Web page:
There have been a plethora of books and blogs about simplifying recently. Simplify your life, your routine; your kitchen and every other area of your life.

There is something to be said about our attraction to these types of blog posts which promises “20 hacks” to make mornings faster. Our lives are packed with meetings and activities and we are striving to be the busiest person, the one with the most things to do. However, in all of this we are longing for moments of peace in which we can simply breathe and enjoy the benefits of our business.

This trend to simplification has not only affected interior design and lifestyle magazines. It is also all over the design community, from graphic design to advertising. In a world where everything and nothing is competing for our attention, the simplest will win. We do not have time to read lengthy ads or to take long to listen to a packed video. This lead to the rise of the infographic. Now every company, every start-up, blogger will want to have their infographic that captures their “essence” in a simple and memorable way.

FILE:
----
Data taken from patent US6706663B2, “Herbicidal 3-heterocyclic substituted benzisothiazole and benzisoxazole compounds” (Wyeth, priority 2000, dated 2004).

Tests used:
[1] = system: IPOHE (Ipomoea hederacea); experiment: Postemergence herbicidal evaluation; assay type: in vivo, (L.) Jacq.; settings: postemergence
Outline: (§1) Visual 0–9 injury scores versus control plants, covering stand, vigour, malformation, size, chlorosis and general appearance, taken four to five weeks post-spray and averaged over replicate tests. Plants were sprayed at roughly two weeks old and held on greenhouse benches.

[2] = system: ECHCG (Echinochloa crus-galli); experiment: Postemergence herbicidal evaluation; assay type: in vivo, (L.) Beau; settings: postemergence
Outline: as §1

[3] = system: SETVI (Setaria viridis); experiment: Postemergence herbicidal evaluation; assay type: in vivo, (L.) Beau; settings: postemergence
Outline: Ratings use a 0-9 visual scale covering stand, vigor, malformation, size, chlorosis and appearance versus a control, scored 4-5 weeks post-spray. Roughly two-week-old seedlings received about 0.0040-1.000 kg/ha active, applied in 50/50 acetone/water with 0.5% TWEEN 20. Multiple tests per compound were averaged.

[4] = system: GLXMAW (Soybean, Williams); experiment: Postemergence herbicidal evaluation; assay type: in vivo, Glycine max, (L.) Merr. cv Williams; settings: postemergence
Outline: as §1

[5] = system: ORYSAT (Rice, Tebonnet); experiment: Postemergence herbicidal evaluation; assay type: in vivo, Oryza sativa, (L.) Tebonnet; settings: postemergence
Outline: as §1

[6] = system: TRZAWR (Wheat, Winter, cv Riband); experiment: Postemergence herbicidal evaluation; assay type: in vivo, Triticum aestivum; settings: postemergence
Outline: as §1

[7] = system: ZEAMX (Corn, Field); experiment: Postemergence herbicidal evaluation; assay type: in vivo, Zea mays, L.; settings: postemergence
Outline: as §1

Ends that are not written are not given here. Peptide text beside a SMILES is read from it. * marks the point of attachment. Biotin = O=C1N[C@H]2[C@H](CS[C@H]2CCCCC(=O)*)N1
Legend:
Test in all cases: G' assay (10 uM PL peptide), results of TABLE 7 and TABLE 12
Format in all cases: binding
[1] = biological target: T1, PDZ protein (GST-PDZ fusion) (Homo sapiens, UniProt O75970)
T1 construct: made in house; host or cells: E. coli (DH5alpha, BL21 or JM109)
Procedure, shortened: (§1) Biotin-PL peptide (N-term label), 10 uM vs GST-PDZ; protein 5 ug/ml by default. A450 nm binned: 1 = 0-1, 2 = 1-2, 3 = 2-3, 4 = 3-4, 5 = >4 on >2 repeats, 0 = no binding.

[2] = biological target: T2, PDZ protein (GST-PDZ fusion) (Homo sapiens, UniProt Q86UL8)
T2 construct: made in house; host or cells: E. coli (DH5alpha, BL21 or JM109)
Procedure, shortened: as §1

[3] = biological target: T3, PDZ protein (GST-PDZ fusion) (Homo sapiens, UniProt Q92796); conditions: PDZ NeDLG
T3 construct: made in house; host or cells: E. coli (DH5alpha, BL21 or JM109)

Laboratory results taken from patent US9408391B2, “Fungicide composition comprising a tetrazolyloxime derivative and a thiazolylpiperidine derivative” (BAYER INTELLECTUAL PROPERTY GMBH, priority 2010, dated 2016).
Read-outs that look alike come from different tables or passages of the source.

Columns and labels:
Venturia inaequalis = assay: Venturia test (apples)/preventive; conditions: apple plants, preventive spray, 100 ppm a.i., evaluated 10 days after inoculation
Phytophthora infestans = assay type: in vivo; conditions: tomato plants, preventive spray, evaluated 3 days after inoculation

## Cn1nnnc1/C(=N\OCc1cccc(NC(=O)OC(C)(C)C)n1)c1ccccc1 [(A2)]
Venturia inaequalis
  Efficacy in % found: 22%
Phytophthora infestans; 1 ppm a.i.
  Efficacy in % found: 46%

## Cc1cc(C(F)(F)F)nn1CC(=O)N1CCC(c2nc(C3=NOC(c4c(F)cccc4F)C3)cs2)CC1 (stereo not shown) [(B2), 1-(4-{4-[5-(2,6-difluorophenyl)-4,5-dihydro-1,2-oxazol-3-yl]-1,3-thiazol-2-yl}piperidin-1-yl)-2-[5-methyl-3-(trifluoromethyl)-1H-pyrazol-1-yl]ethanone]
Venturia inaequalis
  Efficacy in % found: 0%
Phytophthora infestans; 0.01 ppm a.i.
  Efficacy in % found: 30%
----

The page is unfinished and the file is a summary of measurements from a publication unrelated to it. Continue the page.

TL;DR’ or ‘Too Long; Didn’t Read’, might be another emblem of our online generations”

Everyone wants to have their say but no one wants to say less. As a designer and communicator, your job is to somehow bring the 3-page company mission and vision paper into a visual one pager. You are also expected not to cut down any information. Not a coma can be missing. This might be an extreme example and exaggeration though honestly looking at what most see as the bare minimum to be kept, is far from easily possible.

In the spirit of this article let me finally and simply get to the point: “It is sometimes better to have one powerful point then 20 weak ones.”

There is no need to be afraid you can’t present all the data. No need to try scramble weeks of research into one single page. Today the need for elevator pitches and simplicity is bigger than ever.


“This visual is a representation of the American strategy in Afghanistan in 2010. It helps in only explaining that the situation is complex, more than explaining the situation itself. Some things are not meant to be visually explained; and that’s ok.


This blog was written by Marjorie Burkhalter. Read more about Marjorie here!


Leave a Reply

Fill in your details below or click an icon to log in: Logo

You are commenting using your account. Log Out /  Change )

Google+ photo

You are commenting using your Google+ account. Log Out /  Change )

Twitter picture

You are commenting using your Twitter account. Log Out /  Change )

Facebook photo

You are commenting using your Facebook account. Log Out /  Change )


Connecting to %s